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Thread: Any non edible rosehips?
- 01-07-2007, 02:07 PM #1Sprouter
- Join Date
- Mar 2006
Any non edible rosehips?
Not sure where to post this question, so apologies if this is the wrong place
I wondered if all rosehips are edible, if so I can leave some to develop on my roses or am I best seeking out a known edible kind (such as a dogrose for example)?
- 01-07-2007, 04:29 PM #2
Hi there - I'm not sure about eating other rose hips except the "wild" ones. The "wild" rosehips come from (wild rose or dog rose) rosa canina or rosa rugosa. The wild rose flowers from June to July and bears fruit from late August to November. Ideally, the fruits should not be picked until they have been softened by the first frost - but you should pick them before the end of October. You can make them into rosehip syrup or rosehip wine. BernieBernie aka DDL
Appreciate the little things in life because one day you will realise they are the big things
- 02-07-2007, 09:54 AM #3
Or rosehip jelly - lovely with strong cheese or cold meat.Whoever plants a garden believes in the future.
www.vegheaven.blogspot.com Updated March 9th - Spring
- 05-07-2007, 01:24 PM #4Early Fruiter
- Join Date
- Mar 2007
You can also make a soup from them which tastes remarkably like tomato soup.
- 01-09-2009, 12:59 PM #5
So are there any likely to growing wild that are poisonous, or anything growing wild that resembles rosehips that could be poisonous?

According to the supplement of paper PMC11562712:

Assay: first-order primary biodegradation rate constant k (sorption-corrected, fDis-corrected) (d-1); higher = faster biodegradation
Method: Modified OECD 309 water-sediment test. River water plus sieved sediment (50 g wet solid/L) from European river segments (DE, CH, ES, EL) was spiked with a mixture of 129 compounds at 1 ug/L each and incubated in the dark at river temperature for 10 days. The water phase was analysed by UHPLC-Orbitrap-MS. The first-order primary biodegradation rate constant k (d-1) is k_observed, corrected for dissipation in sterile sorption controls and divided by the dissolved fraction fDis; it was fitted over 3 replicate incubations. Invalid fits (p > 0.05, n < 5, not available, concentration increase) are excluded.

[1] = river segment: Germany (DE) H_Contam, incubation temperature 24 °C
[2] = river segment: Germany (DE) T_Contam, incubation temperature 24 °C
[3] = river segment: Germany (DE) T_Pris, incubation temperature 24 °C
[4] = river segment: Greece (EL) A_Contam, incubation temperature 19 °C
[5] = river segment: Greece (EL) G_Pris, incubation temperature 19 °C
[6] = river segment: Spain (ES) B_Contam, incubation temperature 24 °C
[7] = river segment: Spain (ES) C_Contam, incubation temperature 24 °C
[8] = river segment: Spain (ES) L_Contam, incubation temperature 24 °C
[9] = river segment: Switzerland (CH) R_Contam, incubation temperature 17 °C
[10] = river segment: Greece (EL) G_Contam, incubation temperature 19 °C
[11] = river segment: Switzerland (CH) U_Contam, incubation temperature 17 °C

I was blackberry picking down a nearby alley and noticed what looked like rosehips. Are they likely to be safe to pick?
- 01-09-2009, 02:02 PM #6
- 01-09-2009, 08:45 PM #7
- Join Date
- Jun 2008
- Wiltshire, England
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My first ever winemaking attempt was rosehip. Having got the 'kit' for Christmas we picked them on boxingday, about 30 years ago now. It worked fine! Those were wild 'dog rose' rosehips, but I can't think of any reason for 'garden rose' rosehips to be less useable.
If picking from the wild, make sure they are rosehips (thorns!). It isn't really that easy to mistake the other small red berries of the hedgerows (with the possible exception of haws, which are safe, if a little boring) but there ARE a few similar sized poisonous ones, including woody nightshade and bryony (sp?). Rosehips are rather harder than these, so telling them apart shouldn't be too difficult.Flowers come in too many colours to see the world in black-and-white.
- 02-09-2009, 12:45 PM #8
I am getting 10 demijohns this weekend, so my plan for making wine is go!
Does that mean that woody nightshade and bryony don't have thorns?
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